Will Bavinton respond to the specific points about spin?

This clinic did not cover questions in regard to funding, research or complaints against the NHS. Such questions need to be addressed to the local GPC (General Practitioner Council). However as there was so much interest on these subjects we have left many of them under this heading for viewing but they are intentionally not answered by the panel.

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by Laurellen on Tue Aug 20, 2013 12:50 pm

Will Bavinton respond to the specific points about spin?

It seems that we have fallen into a strange situation where, when Bevinton mentions or quotes from research this is seen as acceptable. When patients point out how misleading some of Bevinton's claims are, this is treated as a 'research discussion' which should be deleted or locked. There is a serious danger that this will lead to some patients being misled by claims on this forum.

As an example of one of my own earlier comments:
Jessica Bavinton wrote:Here is a small snippet that helps people understand a bit more about the PACE trial and what it showed:

"Both cognitive behaviour therapy (CBT) and graded exercise therapy (GET), when combined with specialist medical care (SMC), were more effective in reducing fatigue and improving physical functioning than adaptive pacing therapy (APT) when combined with SMC, and SMC alone. Approximately 12 out of 20 patients made a clinically useful reduction in fatigue and improvement in functioning with either CBT or GET compared to about 8 out of 20 with APT and 9 out of 20 with SMC. Twelve months after starting in the trial, 3 out of 10 participants were within normal population ranges for both fatigue and function, following CBT and GET, which were approximately twice as many participants than after APT and SMC. This means patients were more able to do things we all take for granted such as carrying shopping, or walking up a flight of stairs. This level of improvement is what we would expect in the treatment of other chronic disabling conditions. Being within the normal population range for these two outcomes does not necessarily mean the patient had recovered from CFS, so we are analysing separately the numbers of patients who recovered after treatment." http://www.pacetrial.org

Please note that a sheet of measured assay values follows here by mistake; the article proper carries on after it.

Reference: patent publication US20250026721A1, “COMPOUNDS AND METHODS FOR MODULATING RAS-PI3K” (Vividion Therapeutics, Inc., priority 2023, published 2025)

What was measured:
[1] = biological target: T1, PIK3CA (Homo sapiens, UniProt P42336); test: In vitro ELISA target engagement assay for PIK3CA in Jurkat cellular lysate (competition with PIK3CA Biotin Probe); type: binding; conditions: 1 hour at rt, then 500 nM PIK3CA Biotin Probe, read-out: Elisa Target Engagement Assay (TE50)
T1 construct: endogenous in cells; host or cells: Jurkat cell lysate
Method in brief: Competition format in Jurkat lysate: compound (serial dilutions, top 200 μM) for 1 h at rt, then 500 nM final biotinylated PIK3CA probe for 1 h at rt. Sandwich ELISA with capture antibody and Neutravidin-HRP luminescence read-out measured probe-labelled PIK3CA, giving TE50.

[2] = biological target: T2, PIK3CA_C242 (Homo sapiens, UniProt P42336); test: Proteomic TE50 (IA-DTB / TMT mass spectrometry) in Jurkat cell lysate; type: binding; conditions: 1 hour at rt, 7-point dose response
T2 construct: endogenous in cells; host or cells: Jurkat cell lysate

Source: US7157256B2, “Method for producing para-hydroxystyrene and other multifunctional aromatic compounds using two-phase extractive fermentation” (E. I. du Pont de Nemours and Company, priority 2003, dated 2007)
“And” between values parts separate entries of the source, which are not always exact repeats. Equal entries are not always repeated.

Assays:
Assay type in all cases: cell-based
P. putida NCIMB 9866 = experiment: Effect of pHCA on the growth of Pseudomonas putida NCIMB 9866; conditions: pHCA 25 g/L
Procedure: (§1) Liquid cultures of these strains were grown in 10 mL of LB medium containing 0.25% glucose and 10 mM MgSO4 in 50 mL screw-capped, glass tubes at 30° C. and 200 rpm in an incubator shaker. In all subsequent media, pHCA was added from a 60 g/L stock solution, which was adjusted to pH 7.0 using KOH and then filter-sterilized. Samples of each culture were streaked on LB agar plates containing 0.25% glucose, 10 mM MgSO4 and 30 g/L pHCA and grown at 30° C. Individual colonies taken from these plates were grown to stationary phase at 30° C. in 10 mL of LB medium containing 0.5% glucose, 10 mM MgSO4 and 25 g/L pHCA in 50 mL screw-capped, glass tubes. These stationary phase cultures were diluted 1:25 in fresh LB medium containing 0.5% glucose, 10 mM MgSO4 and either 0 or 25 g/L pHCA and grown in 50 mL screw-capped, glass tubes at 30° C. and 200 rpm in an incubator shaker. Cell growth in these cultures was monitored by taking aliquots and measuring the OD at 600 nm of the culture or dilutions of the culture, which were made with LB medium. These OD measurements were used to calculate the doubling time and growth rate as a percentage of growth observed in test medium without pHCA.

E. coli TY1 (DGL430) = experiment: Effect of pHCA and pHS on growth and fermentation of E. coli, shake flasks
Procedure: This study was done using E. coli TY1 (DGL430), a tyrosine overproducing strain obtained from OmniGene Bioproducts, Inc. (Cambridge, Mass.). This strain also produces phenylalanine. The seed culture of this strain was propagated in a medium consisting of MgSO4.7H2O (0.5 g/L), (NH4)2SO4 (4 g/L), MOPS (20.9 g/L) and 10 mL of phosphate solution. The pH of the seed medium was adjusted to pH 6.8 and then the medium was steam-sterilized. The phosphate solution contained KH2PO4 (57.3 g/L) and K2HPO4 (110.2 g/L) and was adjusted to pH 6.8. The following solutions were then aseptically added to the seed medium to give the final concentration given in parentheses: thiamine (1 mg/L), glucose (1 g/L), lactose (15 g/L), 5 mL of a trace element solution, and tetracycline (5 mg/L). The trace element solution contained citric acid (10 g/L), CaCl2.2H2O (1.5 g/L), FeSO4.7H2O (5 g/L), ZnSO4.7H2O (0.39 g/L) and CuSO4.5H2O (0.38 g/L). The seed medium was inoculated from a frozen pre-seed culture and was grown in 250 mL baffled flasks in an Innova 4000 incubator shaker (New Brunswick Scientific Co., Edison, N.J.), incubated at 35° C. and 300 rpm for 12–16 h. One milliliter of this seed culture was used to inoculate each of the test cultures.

There are some Frequently Asked Questions also on this site for people wanting to know more:

This is a useful snippet.

It needs to be recognised that the PACE paper came up with a new criteria for a 'clinically useful' improvement which was far looser than their protocol's criteria for overall improvers. However, even by this weak criteria, which required only minor changes in patient questionnaires, and using their approximations, the addition of CBT and GET to patient's medical care only saw an additional 3 in 20 patients report improvement. Given the likelihood or response bias, and the similar rates of improvement we see for placebo interventions or homeopathy, this is not an impressive results, or indicative that CBT or GET are worthwhile interventions for the typical patient.